Oil rose near an all-time high on Thursday as OPEC officials said the producer group would not hike output despite concerns of a supply shortfall.

U.S. oil settled up 33 cents at $76.86 a barrel after briefly hitting a record high of $78.77 on Wednesday. London Brent rose 41 cents to $75.76 a barrel.

OPEC comments early today signal they don't want to pump more oil and that is the main reason crude prices are rising again, said Phil Flynn, analyst at Alaron Trading in Chicago.

Qatar's oil minister, Abdullah al-Attiyah, said Thursday OPEC can do nothing about the high price of oil and said there is no shortage of crude in the market.

Earlier, an OPEC delegate said energy markets were adequately supplied and that additional oil would not be needed in the fourth quarter.

OPEC's assessment comes in stark contrast to the views of some energy analysts that prices could hit $95 this year if the cartel does not raise output because demand is rising faster than production levels.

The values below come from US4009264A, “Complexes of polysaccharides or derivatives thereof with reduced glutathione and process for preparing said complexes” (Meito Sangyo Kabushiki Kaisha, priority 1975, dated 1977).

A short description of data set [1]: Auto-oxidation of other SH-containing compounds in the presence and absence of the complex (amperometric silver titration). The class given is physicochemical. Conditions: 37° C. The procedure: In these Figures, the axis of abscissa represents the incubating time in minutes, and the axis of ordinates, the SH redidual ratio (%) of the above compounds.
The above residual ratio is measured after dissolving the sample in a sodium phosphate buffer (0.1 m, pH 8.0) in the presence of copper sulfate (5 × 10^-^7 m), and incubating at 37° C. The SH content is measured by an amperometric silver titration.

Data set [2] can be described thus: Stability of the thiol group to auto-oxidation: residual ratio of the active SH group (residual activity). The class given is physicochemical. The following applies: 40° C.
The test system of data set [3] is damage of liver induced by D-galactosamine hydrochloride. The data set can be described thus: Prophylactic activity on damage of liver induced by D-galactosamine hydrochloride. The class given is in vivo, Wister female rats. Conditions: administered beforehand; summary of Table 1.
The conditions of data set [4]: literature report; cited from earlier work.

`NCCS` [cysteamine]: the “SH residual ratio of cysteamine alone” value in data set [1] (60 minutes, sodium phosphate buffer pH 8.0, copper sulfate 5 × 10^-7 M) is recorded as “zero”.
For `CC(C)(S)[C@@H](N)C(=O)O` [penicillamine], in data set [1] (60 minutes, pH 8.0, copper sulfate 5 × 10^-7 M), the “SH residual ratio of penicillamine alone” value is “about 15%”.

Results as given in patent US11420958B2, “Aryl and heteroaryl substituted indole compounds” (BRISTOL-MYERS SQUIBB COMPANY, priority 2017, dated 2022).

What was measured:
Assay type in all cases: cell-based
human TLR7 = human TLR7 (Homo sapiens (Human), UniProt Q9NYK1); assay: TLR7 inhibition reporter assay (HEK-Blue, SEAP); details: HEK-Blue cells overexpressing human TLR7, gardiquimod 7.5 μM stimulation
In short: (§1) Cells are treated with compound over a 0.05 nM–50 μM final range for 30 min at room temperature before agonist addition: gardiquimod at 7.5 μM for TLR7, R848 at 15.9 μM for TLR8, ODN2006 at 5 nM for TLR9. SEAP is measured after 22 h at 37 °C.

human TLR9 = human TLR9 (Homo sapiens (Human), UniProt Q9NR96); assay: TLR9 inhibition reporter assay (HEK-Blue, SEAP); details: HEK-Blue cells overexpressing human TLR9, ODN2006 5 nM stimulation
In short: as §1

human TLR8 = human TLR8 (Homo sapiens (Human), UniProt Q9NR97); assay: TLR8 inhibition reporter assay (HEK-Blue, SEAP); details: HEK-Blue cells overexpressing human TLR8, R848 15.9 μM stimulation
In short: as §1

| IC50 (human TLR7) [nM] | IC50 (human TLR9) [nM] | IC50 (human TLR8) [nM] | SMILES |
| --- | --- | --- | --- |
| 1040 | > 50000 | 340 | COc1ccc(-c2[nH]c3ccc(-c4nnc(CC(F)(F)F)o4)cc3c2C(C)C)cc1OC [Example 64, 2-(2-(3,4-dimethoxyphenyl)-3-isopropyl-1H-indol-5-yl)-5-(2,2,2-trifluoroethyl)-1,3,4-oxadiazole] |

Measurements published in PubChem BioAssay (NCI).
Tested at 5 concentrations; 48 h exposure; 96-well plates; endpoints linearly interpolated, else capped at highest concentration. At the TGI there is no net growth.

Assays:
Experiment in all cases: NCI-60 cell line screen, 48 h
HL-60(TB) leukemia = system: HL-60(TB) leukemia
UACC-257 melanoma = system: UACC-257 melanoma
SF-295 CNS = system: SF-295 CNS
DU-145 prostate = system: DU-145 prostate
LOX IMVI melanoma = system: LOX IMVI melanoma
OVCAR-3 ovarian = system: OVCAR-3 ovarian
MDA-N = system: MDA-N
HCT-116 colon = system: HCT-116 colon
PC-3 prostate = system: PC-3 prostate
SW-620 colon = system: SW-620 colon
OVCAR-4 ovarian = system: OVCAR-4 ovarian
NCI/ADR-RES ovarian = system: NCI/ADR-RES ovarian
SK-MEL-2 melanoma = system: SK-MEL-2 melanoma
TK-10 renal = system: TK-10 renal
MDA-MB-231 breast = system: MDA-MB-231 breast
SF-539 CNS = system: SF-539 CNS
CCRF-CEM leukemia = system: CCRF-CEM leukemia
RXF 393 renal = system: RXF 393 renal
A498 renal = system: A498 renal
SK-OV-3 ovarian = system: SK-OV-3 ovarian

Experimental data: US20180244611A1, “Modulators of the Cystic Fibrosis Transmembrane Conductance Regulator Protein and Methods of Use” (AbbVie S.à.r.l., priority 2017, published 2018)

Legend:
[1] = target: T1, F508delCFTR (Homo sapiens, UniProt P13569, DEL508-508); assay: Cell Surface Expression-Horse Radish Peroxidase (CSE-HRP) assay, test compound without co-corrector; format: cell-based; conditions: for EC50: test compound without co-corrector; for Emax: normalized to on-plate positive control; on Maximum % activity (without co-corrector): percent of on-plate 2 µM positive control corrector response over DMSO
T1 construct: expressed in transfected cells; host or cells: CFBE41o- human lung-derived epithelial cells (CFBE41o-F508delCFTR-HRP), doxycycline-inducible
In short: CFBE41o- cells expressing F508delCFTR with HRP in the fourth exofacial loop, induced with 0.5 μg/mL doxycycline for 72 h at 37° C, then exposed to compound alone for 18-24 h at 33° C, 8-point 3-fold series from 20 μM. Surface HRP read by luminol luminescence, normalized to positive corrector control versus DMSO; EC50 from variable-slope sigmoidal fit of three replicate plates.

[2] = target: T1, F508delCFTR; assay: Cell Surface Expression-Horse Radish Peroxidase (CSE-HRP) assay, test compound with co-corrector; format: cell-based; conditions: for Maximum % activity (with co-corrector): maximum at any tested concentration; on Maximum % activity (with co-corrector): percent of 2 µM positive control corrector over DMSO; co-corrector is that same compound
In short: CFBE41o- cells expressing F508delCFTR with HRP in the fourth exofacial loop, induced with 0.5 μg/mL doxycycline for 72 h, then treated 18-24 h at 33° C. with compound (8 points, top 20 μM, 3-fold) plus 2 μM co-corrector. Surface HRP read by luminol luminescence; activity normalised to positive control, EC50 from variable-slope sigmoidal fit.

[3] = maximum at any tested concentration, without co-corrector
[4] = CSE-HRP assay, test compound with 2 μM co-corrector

Energy Secretary Sam Bodman, who has called on OPEC to raise output at its next meeting in September, said on Thursday $80 a barrel oil could affect the U.S. economy.

Crude surged early Wednesday to its record peak after weekly U.S. inventory data showed an unexpectedly large draw in crude stockpiles as refineries raised throughputs.

But later Wednesday, markets shifted focus to a build in U.S. gasoline stocks, putting the market into negative territory.

The U.S. oil market has finally turned a seasonal corner, said Antoine Halff of Fimat energy.

The data's twin takeaway is clear: tightness in global crude stocks is quickly spreading to the United States ... At the same time, recovering throughputs are causing U.S. crude and product stocks to rebalance.

(Additional reporting by Peg Mackey in London, and Jonathan Leff in Singapore)